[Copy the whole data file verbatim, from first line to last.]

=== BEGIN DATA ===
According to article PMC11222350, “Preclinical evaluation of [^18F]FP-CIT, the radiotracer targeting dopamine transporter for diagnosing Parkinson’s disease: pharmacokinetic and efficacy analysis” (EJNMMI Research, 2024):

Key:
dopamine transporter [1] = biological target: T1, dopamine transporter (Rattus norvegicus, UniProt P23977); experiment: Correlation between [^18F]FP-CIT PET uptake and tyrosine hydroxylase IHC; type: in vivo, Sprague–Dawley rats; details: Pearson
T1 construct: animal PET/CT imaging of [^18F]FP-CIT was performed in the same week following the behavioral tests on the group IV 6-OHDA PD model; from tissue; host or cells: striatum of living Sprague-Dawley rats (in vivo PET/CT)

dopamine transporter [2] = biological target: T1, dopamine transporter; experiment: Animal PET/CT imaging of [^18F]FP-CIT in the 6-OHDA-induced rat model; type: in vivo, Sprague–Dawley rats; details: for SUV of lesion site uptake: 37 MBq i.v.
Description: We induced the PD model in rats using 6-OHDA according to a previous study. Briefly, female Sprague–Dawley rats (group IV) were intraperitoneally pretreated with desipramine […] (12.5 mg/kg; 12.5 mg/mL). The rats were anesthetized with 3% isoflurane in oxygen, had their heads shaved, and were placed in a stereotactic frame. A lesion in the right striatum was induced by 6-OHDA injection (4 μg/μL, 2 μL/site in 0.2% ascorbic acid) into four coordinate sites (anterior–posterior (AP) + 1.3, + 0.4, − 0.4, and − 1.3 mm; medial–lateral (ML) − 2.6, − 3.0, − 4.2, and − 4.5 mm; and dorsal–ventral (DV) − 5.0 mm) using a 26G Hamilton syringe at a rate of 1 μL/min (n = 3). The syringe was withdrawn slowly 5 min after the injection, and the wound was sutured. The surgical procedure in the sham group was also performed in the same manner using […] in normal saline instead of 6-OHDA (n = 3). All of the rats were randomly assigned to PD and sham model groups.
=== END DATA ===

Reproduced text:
According to article PMC11222350, “Preclinical evaluation of [^18F]FP-CIT, the radiotracer targeting dopamine transporter for diagnosing Parkinson’s disease: pharmacokinetic and efficacy analysis” (EJNMMI Research, 2024):

Key:
dopamine transporter [1] = biological target: T1, dopamine transporter (Rattus norvegicus, UniProt P23977); experiment: Correlation between [^18F]FP-CIT PET uptake and tyrosine hydroxylase IHC; type: in vivo, Sprague–Dawley rats; details: Pearson
T1 construct: animal PET/CT imaging of [^18F]FP-CIT was performed in the same week following the behavioral tests on the group IV 6-OHDA PD model; from tissue; host or cells: striatum of living Sprague-Dawley rats (in vivo PET/CT)

dopamine transporter [2] = biological target: T1, dopamine transporter; experiment: Animal PET/CT imaging of [^18F]FP-CIT in the 6-OHDA-induced rat model; type: in vivo, Sprague–Dawley rats; details: for SUV of lesion site uptake: 37 MBq i.v.
Description: We induced the PD model in rats using 6-OHDA according to a previous study. Briefly, female Sprague–Dawley rats (group IV) were intraperitoneally pretreated with desipramine […] (12.5 mg/kg; 12.5 mg/mL). The rats were anesthetized with 3% isoflurane in oxygen, had their heads shaved, and were placed in a stereotactic frame. A lesion in the right striatum was induced by 6-OHDA injection (4 μg/μL, 2 μL/site in 0.2% ascorbic acid) into four coordinate sites (anterior–posterior (AP) + 1.3, + 0.4, − 0.4, and − 1.3 mm; medial–lateral (ML) − 2.6, − 3.0, − 4.2, and − 4.5 mm; and dorsal–ventral (DV) − 5.0 mm) using a 26G Hamilton syringe at a rate of 1 μL/min (n = 3). The syringe was withdrawn slowly 5 min after the injection, and the wound was sutured. The surgical procedure in the sham group was also performed in the same manner using […] in normal saline instead of 6-OHDA (n = 3). All of the rats were randomly assigned to PD and sham model groups.